Q and A with Croft Additive Manufacturing
18 Dec 2013



We asked Neil Burns and Louise Geekie from Croft Additive Manufacturing Ltd what their company does and why they joined STFC CERN BIC.


​Louise Geekie, Project Manager at Croft Additive Manufacturing, speaking at the TSB Launchpad event in London​

(Credit: STFC 2013)
We had a chat with Louise Geekie and Neil Burns from Croft Additive Manufacturing Ltd to talk about what their company does and why they joined STFC CERN BIC.

1. Briefly describe your company

We are a small spin out SME that has industrial knowledge of filtration additive manufacturing. Our new disruptive technology allows us to build exactly what we want with very little waste which is more economical and environmentally friendly. The process means we can make things that normally are too intricate or complex to make with traditional manufacturing methods. Consumers want strength with an ‘open area’ which is hard to produce in normal ways, however with additive 3D printing it is possible. We believe there is ‘undiscovered scope’ which conventional engineers have not thought about before.

We use Computerised Flow Dynamics (CFD) to visualise how these products can be made. We particularly specialise in designing and producing fluid flow filters due to our knowledge from sister company Croft Filters.

2. Why did you apply to the STFC CERN BIC?

We applied for the prestige of working with CERN, the unique business support package offered by  STFC, and facilities on site at Sci-Tech Daresbury. We manufacture locally in Warrington so it is an ideal location as we are so close. Additive manufacturing is a young technology, and there are lots of avenues to explore which we can exploit at CERN. When we visited them, there was a lot of interest in us too so it’s a two way street to helping each other.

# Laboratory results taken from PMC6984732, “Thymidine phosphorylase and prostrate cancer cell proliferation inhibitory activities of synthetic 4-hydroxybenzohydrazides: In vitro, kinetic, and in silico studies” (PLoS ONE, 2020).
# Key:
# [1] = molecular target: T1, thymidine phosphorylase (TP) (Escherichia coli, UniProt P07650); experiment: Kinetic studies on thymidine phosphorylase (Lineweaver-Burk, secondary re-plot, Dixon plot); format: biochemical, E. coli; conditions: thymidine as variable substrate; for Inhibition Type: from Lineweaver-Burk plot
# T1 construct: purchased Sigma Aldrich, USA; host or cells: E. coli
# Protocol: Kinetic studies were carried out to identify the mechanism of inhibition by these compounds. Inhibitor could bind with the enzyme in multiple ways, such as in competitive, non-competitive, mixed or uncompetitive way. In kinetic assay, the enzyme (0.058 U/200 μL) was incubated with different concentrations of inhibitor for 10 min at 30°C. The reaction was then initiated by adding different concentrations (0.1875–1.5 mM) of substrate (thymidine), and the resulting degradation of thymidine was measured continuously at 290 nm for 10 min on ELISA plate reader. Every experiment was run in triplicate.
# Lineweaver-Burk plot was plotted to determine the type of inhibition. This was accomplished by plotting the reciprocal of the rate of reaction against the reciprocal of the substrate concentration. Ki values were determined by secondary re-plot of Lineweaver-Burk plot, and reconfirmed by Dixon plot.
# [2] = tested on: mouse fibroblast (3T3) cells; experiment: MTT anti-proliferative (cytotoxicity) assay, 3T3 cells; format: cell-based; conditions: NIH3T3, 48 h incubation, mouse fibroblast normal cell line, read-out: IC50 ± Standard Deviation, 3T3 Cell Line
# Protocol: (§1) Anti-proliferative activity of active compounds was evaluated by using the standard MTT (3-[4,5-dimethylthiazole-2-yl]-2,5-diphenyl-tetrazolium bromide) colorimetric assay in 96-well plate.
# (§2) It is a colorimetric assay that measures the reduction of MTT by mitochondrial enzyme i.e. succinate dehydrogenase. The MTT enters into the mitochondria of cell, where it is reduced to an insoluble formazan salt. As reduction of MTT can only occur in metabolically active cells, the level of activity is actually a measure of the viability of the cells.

3. How do you think you will benefit from the STFC CERN BIC?

As an SME, access to CERN’s capabilities to support our ideas is something we could only dream of, and wouldn’t have been possible without STFC. Whilst over in CERN, we met three guys from different departments who could help us in different aspects of our business. One uses plastic 3D printing and we want to compare machines, a second has expertise in software on measuring and testing equipment, and a third was looking at laser control settings for software, all of which we can talk to and use their knowledge to improve our machine at home.

The main benefit from the STFC CERN BIC will be access to CERN’s knowledge and experience in how powder fuses to create layers; the combination of alloys and material science;  and how mixing can create different strengths, adversion to corrosion and flexibility. As a company we wouldn’t have the capacity to mix all the alloys to determine these properties therefore the sharing of information is brilliant.

4. What is your goal for your company by the end of CERN BIC?

We aim to have a very good relationship with CERN, and to take this further in the future. We also want to use STFC’s business support, for marketing strategy and selling, as well as utilising the networking opportunities with other companies on site and in the wider networks.

Contact: Hill, Zoe (STFC,DL,BID)